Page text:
It has been 21 years since Melinda Sheppit's nearly naked body was found next to a dumpster in a downtown parking lot. She had been strangled and one of her snakeskin stilettos was missing.
The killing of a prostitute doesn't always rock a city, but that one did. Ms. Sheppit was just 16 years old. She was beautiful. She came from a good family. And police said she had been working the streets for just three weeks before her demise. They also said an arrest was imminent. More than two decades later, her homicide remains unsolved.
But there are tantalizing hints of a turning point in the case, and perhaps in the cases of other sex workers who have lost their lives while plying their trade in Ottawa – a city where prostitutes have been pushed out of the downtown core to seedier neighbourhoods where they are unlikely to cross paths with tourists.
Police Chief Vern White has told local sex workers that a serial killer may have been operating here for the past 21 years. "Be vigilant and exercise good safety practices," he warned during a December news conference at Minwaashin Lodge, a support centre for aboriginal women that reaches out to those in the sex trade.
Charles Bordeleau, the force's assistant chief, said there have been six unsolved killings of prostitutes in Ottawa since 1990, and detectives have noticed what might be a link between an unspecified number of them. He would not name the victims.
But "as soon as we identified that pattern, we felt it prudent and our responsibility to go out and communicate with women, and particularly sex-trade workers, around safety issues," Assistant Chief Bordeleau said.
The sex workers and the people who support them say the mindset of the police has changed greatly as a result of the crimes of Robert Pickton. Police in Vancouver sustained heavy criticism because it took years after Mr. Pickton killed his first victim for them to acknowledge a pattern in the subsequent disappearances of women from that city's Downtown Eastside.
Chris Bruckert, vice-chair of POWER, an Ottawa support group for prostitutes, and a professor of criminology at the University of Ottawa, applauded the Ottawa police for their recent warning. But, she said, they continue to make mass arrests of sex workers that drive the trade into the back alleys, where the women are less safe.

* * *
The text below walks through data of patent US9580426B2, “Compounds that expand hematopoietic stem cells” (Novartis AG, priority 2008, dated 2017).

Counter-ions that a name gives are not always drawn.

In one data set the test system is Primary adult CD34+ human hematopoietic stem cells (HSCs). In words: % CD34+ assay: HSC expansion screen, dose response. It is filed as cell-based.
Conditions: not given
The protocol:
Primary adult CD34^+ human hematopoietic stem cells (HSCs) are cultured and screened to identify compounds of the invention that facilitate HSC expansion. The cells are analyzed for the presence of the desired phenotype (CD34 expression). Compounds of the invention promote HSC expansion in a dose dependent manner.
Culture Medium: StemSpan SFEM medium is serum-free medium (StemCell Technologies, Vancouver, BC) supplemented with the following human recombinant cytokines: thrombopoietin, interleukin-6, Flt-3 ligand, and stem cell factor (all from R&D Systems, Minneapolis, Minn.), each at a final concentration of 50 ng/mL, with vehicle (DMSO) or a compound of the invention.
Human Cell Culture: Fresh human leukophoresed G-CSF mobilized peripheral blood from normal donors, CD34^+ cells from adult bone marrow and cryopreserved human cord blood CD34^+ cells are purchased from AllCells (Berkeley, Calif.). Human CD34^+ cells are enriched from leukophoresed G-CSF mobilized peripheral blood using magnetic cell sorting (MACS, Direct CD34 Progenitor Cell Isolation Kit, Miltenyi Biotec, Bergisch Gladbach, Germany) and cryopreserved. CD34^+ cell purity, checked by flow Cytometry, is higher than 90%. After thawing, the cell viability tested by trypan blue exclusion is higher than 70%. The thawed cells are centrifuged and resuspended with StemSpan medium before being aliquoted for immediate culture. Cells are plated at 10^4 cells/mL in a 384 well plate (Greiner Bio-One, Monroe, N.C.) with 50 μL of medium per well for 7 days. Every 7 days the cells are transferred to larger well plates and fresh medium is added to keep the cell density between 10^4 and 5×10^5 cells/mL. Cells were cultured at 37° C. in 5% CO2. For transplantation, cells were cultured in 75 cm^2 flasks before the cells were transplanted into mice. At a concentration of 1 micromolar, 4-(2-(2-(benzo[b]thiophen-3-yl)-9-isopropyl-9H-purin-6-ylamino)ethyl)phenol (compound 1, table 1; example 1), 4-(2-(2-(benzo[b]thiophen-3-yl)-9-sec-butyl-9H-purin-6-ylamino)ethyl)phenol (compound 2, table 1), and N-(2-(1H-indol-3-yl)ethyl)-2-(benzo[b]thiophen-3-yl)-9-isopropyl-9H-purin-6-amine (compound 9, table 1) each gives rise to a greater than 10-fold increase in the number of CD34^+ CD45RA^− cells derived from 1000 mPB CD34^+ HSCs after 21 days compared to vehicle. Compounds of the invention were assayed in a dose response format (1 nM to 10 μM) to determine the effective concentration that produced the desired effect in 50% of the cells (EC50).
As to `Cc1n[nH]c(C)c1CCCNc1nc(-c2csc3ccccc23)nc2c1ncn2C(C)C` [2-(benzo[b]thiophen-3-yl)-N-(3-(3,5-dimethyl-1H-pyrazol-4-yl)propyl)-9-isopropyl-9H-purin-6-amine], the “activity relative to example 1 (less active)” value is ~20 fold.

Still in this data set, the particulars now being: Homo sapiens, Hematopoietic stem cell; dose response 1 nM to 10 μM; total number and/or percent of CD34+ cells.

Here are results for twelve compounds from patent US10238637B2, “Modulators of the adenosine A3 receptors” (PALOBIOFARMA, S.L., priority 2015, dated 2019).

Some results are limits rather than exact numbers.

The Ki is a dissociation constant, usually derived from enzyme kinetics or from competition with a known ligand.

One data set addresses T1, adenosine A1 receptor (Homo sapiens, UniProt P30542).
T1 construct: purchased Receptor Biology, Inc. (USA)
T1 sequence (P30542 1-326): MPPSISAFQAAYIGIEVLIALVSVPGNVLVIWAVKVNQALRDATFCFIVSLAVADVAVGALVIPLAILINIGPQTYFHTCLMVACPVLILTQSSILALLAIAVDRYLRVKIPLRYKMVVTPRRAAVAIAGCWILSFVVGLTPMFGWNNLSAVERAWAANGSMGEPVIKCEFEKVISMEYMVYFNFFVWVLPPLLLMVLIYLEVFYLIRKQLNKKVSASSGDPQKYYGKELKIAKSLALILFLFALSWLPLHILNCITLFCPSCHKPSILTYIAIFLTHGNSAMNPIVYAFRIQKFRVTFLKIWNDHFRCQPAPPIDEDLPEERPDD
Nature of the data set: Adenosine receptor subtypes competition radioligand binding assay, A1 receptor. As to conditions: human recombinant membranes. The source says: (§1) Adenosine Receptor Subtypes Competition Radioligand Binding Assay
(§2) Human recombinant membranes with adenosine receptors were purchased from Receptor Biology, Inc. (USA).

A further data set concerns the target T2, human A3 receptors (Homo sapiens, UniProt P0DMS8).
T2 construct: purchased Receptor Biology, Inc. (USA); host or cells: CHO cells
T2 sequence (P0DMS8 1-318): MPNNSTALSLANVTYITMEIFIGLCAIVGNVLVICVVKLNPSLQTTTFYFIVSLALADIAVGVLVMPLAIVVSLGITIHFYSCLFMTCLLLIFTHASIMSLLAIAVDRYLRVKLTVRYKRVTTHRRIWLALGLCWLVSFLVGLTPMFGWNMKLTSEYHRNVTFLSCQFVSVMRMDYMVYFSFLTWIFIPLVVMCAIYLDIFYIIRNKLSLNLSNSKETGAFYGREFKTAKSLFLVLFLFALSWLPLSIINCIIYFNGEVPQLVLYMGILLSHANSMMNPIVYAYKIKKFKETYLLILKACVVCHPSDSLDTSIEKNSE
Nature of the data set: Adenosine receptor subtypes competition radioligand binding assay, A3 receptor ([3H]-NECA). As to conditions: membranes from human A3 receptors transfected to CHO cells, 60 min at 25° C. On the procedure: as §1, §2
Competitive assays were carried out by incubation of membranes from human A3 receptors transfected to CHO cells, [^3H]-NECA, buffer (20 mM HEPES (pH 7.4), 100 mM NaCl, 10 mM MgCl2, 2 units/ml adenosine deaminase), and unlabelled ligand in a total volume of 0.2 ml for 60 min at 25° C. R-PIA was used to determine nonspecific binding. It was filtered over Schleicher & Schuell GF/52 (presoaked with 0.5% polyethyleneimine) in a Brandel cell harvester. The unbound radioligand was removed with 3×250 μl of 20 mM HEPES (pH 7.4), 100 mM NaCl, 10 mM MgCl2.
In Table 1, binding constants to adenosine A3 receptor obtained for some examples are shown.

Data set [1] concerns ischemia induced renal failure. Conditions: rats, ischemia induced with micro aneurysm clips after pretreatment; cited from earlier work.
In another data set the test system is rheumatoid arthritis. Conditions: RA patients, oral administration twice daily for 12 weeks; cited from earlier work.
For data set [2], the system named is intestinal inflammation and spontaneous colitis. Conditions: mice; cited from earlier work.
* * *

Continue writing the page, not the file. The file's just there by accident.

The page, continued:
Chief White told sex workers to be more careful by working in well-lit areas and in pairs. "That's exactly what sex workers cannot do in the context of this kind of really aggressive policing," Dr. Bruckert said, "because that's when they get picked up."
An Ottawa sex worker who goes by the name of Berlin says all of the measures that street workers could take to protect themselves create the risk of confrontation with the police. "The time that you would take to assess a client before getting into a car, you can't do because solicitation is illegal," she said.
And some of the violence that sex workers experience is committed by the police themselves, Berlin said. So "sex workers are understandably pretty [upset]that the police are telling them to be safe."
It is impossible to narrow down exactly which killings the Ottawa police believe may have been committed by the same hand. Given the timeline, Ms. Sheppit would seem to be a likely candidate.
Perhaps police also are looking at the death of 36-year-old Jennifer Stewart, a mother of four who worked the streets to pay for her crack cocaine addiction. Ms. Stewart was found face-down in a parking lot in the low-income neighbourhood of Vanier – just a few blocks south of tony Rockcliffe – in August of last year. She had been stabbed multiple times.
Or maybe they are re-examining the case of 27-year-old Kelly Morriseau, a pregnant prostitute who was found dead five years ago. Or Leanne Lawson. Or Carrie Mancuso. Or Sophie Fillion. All were sex workers and all killed by persons unknown.
Castille Troy, executive director at Minwaashin Lodge, said that, despite the dangers, many of the women involved in street prostitution in this city see no way out.
They "are doing what we call survival sex," Ms. Troy said. "In other words, they are doing it to survive from day to day, whether it's for food or because they have an addiction problem or a substance-abuse problem."
Ms. Troy is less critical of the police than Berlin or Dr. Bruckert.
"I am hoping that people will get the message that these women's lives are not any less valuable than anybody else's, and that there are those who really care about them and who are going after this perpetrator or perpetrators," she said. "In our partnership with the police, I know that they really are sincere, I know that they want to catch whoever was responsible, and they don't want this to escalate."